Format

Send to

Choose Destination
J Phycol. 2019 Feb;55(1):118-133. doi: 10.1111/jpy.12798. Epub 2018 Nov 26.

Acutely induced cell mortality in the unicellular green alga Chlamydomonas reinhardtii (Chlorophyceae) following exposure to acrylic resin nanoparticles.

Author information

1
School of Environmental Science and Engineering, Kochi University of Technology, 185 Miyanokuchi, Tosayamada, Kami City, Kochi, 782-8502, Japan.
2
Chikami Miltec Inc, 1-6-3 Ohtesuji, Kochi City, Kochi, 780-0842, Japan.
3
Graduate School of Science and Technology, Niigata University, 8050 Ikarashi 2-no-cho, Nishi-ku, Niigata, 950-2181, Japan.
4
Chemistry Department, Institut Teknologi Bandung, Jalan Ganesha 10, Bandung, West Java, 40132, Indonesia.

Abstract

Nanoparticles have unique properties that make them attractive for use in industrial and medical technology industries but can also be harmful to living organisms, making an understanding of their molecular mechanisms of action essential. We examined the effect of three different sized poly(isobutyl-cyanoacrylate) nanoparticles (iBCA-NPs) on the unicellular green alga Chlamydomonas reinhardtii. We found that exposure to iBCA-NPs immediately caused C. reinhardtii to display abnormal swimming behaviors. Furthermore, after one hour, most of the cells had stopped swimming and 10%-30% of cells were stained with trypan blue, suggesting that these cells had severely impaired plasma membranes. Observation of the cyto-ultrastructure showed that the cell walls had been severely damaged and that many iBCA-NPs were located in the space between the cell wall and plasma membrane, as well as inside the cytosol in some cases. A comparison of three strains of C. reinhardtii with different cell wall conditions further showed that the cell mortality ratio increased more rapidly in the absence of a cell wall. Interestingly, cell mortality over time was essentially identical regardless of iBCA-NP size if the total surface area was the same. Furthermore, direct observation of the trails of iBCA-NPs indicated that the first trigger was their contact with the cell wall, which is most likely accompanied by the inactivation or removal of adsorbed proteins from the cell wall surface. Cell mortality was accompanied by the overproduction of reactive oxygen species, which was detected more readily in cells grown under constant light rather than in the dark.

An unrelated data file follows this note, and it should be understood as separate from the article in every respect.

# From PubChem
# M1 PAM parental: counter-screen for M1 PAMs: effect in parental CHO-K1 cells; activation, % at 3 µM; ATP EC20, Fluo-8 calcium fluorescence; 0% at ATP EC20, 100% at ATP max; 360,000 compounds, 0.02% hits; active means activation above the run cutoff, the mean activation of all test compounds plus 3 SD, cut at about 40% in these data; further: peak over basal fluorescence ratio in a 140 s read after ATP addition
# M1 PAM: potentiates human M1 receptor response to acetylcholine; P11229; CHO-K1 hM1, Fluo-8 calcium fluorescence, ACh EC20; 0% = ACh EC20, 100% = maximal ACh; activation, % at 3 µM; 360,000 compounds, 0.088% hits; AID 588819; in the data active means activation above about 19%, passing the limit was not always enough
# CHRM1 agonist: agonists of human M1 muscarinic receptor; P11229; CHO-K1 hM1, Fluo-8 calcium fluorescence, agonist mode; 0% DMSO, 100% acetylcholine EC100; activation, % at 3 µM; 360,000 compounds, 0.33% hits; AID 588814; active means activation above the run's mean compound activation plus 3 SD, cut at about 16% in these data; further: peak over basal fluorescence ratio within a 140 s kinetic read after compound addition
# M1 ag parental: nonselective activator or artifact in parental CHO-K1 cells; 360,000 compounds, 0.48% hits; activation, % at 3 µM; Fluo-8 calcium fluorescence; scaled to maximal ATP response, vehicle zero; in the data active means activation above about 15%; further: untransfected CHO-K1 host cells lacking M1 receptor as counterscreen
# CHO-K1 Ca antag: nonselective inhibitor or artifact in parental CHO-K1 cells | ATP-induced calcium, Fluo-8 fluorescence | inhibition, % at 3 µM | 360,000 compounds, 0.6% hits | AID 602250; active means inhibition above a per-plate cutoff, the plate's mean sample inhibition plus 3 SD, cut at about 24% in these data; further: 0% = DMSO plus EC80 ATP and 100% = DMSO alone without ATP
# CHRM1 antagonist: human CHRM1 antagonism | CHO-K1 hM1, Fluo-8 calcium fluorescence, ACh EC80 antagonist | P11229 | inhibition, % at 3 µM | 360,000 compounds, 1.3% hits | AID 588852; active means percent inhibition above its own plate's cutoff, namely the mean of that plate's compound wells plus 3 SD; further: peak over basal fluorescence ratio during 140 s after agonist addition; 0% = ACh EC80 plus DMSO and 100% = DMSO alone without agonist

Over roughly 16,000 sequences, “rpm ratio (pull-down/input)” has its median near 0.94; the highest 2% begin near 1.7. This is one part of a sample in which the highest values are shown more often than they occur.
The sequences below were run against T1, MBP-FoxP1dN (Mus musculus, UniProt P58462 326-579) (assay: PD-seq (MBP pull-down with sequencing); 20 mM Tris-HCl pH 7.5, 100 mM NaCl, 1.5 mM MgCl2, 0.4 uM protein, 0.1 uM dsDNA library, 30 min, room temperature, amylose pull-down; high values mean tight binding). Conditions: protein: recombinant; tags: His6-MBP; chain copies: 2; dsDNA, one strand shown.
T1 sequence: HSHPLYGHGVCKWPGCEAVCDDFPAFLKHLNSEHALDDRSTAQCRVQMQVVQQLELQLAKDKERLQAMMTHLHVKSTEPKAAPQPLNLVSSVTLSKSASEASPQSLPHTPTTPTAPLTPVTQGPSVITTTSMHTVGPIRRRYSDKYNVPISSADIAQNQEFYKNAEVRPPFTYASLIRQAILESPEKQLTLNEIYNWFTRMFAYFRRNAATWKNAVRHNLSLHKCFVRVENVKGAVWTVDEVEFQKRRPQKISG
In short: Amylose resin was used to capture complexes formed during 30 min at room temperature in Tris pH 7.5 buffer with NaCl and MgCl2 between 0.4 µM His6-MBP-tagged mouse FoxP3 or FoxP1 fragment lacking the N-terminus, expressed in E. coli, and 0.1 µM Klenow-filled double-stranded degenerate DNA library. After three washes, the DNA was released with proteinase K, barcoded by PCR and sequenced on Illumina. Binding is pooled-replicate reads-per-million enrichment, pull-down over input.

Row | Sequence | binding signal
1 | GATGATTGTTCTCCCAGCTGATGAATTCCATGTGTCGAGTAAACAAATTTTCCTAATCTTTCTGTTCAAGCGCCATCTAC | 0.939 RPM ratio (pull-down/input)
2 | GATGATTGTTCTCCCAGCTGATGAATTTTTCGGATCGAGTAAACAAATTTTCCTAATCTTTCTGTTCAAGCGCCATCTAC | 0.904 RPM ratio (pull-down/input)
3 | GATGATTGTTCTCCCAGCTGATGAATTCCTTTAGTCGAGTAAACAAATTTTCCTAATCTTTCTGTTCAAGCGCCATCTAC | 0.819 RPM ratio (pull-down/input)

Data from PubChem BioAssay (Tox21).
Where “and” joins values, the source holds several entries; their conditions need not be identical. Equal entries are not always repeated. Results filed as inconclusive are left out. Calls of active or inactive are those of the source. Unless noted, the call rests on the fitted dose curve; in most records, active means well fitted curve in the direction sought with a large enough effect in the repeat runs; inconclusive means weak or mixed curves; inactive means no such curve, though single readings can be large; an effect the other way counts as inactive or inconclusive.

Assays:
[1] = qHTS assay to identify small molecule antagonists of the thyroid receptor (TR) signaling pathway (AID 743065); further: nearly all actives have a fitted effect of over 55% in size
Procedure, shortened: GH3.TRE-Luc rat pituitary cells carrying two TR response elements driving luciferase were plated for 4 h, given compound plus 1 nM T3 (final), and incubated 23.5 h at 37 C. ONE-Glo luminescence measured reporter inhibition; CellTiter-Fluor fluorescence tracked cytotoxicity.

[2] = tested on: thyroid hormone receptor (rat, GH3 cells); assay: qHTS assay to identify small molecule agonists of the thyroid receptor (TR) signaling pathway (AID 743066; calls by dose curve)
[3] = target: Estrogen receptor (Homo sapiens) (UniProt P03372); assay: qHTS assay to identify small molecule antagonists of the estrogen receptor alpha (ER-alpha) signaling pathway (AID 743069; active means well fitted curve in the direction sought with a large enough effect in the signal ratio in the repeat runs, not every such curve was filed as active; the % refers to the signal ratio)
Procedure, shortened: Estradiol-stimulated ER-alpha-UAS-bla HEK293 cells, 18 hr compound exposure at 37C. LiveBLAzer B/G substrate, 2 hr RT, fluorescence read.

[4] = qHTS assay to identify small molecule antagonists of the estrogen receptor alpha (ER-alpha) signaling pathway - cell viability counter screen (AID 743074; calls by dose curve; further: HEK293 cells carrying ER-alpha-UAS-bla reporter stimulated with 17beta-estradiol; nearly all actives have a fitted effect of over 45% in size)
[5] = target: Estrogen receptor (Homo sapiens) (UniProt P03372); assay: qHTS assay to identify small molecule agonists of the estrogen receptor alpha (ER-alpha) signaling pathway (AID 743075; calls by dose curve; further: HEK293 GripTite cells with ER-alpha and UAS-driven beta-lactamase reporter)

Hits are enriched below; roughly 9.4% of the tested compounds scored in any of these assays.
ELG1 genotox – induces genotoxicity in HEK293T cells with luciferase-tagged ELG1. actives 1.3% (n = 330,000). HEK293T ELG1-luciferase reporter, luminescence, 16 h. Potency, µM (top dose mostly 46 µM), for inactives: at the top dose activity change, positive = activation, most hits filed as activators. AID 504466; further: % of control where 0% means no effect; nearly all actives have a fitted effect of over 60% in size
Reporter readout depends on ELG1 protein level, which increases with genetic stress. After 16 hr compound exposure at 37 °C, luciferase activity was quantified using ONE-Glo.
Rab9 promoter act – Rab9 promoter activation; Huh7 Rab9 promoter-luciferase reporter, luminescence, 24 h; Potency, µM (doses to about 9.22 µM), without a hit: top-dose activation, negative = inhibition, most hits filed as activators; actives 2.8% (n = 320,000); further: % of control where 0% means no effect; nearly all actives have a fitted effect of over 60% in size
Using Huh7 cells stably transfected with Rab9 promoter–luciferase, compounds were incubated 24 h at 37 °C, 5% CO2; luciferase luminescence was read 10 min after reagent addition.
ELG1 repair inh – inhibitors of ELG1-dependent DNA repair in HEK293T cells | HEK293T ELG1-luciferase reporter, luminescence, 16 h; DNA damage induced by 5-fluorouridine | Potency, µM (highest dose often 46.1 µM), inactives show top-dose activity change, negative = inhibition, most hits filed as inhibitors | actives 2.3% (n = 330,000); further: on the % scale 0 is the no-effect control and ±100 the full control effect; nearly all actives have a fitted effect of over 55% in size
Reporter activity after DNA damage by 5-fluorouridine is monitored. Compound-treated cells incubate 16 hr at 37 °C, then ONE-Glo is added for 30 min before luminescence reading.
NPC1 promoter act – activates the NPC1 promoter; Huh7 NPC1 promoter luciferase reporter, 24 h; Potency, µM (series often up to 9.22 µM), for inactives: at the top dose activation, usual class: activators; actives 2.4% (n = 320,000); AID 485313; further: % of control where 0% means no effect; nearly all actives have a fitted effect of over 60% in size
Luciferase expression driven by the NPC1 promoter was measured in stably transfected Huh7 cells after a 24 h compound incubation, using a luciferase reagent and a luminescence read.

KEYWORDS:

Chlamydomonas reinhardtii ; ROS ; abnormal swimming behavior; cell mortality; cell wall damage; poly(isobutyl-cyanoacrylate) nanoparticles

PMID:
30304548
DOI:
10.1111/jpy.12798

Supplemental Content

Full text links

Icon for Wiley
Loading ...
Support Center